This week's blog looks at how evolution and creationism should be dealt with in schools - it's a follow-up to the blog on teaching religion in schools (available here) and comes from the same October 2013 SAYit poll of a representative sample of n=1000 New Zealanders aged 18 years or older. I've previously discussed results of a poll on what people think about evolution in this blog here.
Those who've read the religion on schools blog will recall that the format for those questions involved allowing people to specify how strongly they agreed or disagreed with some statements. It's the same approach here, with the two statements being:
- "Evolution should be taught as the view of how life developed which is generally accepted by scientists"
- "Evolution, creationism and intelligent design should be taught as equally valid explanations for how life developed."
New Zealanders are quite supportive of evolution being taught as the accepted view of scientists:
- 68% of New Zealanders agree that this should be the case, while 14% disagree and 18% are neutral or unsure.
- Men (75%), under 30 year olds (74%) and Wellingtonians (76%) are particularly supportive of this view.
- 83% of people with postgraduate degrees support this view, compared with 63% of those with only high school qualifications or less.
- 75% of people with household incomes over $100,000 support this view, compared with 58% of those with household incomes below $30,000.
- 88% of Green voters and 73% of Labour voters agree with this statement, compared with 64% of National voters.
We are, however, reasonably evenly split on the idea of evolution, creationism and intelligent design being taught as equally valid:
- 38% agree with this idea, while 38% disagree and 24% are unsure.
- The differences between demographic groups are comparatively small, although Wellingtonians (23%) and people with postgraduate degrees (28%) are less likely to agree than provincial North Island residents (44%) or people with high school qualifications or below (43%).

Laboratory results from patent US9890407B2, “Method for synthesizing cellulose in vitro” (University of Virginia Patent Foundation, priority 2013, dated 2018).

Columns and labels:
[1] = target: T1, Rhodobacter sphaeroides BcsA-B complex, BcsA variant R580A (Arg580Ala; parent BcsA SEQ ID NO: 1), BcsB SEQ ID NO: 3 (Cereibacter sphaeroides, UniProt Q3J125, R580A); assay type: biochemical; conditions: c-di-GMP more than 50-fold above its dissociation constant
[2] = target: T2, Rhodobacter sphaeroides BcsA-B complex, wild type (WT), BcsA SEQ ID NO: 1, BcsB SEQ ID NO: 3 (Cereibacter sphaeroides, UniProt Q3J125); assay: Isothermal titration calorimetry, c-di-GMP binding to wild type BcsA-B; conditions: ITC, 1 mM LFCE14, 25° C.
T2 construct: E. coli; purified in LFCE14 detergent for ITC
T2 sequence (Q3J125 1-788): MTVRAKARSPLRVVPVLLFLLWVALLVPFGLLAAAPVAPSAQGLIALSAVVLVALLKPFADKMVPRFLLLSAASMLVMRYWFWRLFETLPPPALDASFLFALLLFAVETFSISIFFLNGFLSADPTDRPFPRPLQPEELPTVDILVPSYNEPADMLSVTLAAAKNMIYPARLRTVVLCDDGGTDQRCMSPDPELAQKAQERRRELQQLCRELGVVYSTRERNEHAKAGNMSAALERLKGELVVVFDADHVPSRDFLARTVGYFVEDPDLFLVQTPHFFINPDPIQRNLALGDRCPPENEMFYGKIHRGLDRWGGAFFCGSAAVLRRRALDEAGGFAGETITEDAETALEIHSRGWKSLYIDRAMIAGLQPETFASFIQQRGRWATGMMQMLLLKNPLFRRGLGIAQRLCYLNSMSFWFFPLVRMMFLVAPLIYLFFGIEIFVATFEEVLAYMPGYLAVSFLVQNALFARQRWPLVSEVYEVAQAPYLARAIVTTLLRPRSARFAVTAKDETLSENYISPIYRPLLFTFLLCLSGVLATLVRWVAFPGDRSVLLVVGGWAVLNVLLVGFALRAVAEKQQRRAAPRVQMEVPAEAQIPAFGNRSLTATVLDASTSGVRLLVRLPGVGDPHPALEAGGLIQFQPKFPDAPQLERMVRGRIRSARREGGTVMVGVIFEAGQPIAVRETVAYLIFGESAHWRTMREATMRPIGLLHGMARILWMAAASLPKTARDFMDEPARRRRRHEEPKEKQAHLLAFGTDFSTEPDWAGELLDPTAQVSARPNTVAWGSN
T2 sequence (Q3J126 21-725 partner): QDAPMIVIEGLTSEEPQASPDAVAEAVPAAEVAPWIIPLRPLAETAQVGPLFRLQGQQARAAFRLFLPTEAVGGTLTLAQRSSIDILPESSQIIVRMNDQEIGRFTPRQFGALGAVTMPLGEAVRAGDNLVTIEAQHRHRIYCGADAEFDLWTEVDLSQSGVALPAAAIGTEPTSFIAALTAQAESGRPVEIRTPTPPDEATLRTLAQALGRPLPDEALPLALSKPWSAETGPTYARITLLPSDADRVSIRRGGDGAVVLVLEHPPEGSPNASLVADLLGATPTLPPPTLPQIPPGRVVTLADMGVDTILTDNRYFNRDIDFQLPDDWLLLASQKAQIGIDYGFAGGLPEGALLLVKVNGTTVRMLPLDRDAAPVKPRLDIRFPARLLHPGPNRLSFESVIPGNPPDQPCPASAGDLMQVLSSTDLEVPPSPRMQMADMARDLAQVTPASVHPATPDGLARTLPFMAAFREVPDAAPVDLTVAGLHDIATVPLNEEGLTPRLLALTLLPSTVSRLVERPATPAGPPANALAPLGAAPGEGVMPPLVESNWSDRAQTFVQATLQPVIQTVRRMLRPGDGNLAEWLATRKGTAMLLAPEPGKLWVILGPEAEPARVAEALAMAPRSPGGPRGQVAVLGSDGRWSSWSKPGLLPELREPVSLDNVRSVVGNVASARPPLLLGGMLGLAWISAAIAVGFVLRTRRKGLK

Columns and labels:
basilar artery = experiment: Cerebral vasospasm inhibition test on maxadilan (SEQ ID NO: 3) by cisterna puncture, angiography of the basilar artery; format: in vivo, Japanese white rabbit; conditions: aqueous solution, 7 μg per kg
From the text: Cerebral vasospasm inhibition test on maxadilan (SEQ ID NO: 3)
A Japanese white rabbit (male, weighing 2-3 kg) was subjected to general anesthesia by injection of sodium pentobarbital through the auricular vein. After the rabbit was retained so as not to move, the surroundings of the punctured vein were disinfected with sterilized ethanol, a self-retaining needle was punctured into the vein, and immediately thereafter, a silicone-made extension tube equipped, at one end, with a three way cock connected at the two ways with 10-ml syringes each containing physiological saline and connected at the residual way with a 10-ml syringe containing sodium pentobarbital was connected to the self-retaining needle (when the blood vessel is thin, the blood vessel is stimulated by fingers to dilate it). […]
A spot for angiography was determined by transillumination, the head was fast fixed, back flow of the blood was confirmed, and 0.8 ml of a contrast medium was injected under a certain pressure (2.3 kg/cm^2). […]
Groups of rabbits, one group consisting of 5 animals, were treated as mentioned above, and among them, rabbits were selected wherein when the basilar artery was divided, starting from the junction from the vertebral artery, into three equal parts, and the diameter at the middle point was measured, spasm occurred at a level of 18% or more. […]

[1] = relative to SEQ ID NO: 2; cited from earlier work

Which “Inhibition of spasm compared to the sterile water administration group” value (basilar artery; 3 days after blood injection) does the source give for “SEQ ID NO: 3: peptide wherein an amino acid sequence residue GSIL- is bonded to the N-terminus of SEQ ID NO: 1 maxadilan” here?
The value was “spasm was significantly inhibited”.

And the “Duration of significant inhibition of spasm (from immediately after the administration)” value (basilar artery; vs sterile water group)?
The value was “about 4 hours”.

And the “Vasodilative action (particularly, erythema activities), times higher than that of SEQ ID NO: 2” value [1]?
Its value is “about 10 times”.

- 41% of National voters agree with this idea, compared with 34% of Labour voters and 30% of Green voters.
With topics like this it's often useful to compare the way individuals have responded to each statement:
- 39% of those who said that evolution should be taught as the accepted view of scientists NONETHELESS said that evolution, creationism and intelligent design should be taught as equally valid explanations for how life began. In other words, although they seemed to respect the view of scientists, they saw those views as no more than equal to those of religious authorities.
- 53% of those who support New Zealand schools teaching Christianity from a Christian perspective also believe that evolution, creationism and intelligent design should be taught as equally valid explanations for how life began.
- 55% of those who support New Zealand schools teaching Christianity from a Christian perspective also believe that evolution should be taught as the view accepted by scientists, compared with 80% of those who do not want NZ schools to teach Christianity from a Christian perspective.
- 75% of those who want schools to teach about the differences between religions but not take a view on which is right also believe that believe that evolution should be taught as the view accepted by scientists.